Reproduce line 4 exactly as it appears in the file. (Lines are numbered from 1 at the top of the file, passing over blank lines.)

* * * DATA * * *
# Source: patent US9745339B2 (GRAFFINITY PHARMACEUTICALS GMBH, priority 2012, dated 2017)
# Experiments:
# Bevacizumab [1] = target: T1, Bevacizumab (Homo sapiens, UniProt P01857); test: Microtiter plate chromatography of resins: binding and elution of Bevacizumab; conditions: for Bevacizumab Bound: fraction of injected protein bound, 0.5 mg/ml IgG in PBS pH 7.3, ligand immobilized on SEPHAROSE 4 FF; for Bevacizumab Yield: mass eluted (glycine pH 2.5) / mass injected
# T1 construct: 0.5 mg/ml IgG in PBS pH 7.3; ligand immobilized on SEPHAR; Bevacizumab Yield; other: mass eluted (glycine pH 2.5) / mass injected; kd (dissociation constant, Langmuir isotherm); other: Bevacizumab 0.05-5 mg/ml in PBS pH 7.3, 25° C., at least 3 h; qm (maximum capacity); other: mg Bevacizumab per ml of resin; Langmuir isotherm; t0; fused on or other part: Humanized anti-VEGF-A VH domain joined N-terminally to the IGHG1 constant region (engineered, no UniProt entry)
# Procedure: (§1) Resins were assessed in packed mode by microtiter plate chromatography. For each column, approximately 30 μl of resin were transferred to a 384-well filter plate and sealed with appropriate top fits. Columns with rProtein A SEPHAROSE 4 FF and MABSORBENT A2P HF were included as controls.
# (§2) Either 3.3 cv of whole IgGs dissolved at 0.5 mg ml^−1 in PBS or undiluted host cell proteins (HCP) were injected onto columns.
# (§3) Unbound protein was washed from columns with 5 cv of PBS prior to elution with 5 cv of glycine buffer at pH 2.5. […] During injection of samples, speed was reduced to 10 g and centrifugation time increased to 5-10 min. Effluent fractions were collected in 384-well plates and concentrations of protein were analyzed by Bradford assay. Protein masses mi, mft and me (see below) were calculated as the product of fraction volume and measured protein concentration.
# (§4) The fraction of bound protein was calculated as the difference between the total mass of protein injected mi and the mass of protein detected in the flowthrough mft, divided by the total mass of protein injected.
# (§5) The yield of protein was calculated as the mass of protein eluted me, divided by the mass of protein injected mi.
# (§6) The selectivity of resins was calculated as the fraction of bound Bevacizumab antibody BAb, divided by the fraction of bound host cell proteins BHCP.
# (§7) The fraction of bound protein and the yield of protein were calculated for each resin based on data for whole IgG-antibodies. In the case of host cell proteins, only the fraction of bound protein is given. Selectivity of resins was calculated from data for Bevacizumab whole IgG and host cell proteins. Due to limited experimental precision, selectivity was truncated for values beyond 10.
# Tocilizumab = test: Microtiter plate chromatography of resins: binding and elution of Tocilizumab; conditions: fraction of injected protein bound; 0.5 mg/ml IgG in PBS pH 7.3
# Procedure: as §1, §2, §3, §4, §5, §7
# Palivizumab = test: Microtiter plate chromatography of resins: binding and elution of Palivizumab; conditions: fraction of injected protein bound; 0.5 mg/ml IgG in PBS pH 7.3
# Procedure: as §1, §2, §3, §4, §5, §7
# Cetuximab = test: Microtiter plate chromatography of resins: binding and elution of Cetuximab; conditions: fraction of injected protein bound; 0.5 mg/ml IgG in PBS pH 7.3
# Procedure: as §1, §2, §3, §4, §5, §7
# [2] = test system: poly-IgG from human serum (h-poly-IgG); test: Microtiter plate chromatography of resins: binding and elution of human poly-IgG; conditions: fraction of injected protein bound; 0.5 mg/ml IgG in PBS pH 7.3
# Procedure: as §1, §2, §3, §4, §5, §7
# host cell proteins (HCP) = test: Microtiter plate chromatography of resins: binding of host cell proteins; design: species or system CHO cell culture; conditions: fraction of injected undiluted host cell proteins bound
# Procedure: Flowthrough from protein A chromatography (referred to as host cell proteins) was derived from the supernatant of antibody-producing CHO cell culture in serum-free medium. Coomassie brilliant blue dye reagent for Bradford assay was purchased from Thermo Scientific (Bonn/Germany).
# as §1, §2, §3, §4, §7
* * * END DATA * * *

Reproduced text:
# T1 construct: 0.5 mg/ml IgG in PBS pH 7.3; ligand immobilized on SEPHAR; Bevacizumab Yield; other: mass eluted (glycine pH 2.5) / mass injected; kd (dissociation constant, Langmuir isotherm); other: Bevacizumab 0.05-5 mg/ml in PBS pH 7.3, 25° C., at least 3 h; qm (maximum capacity); other: mg Bevacizumab per ml of resin; Langmuir isotherm; t0; fused on or other part: Humanized anti-VEGF-A VH domain joined N-terminally to the IGHG1 constant region (engineered, no UniProt entry)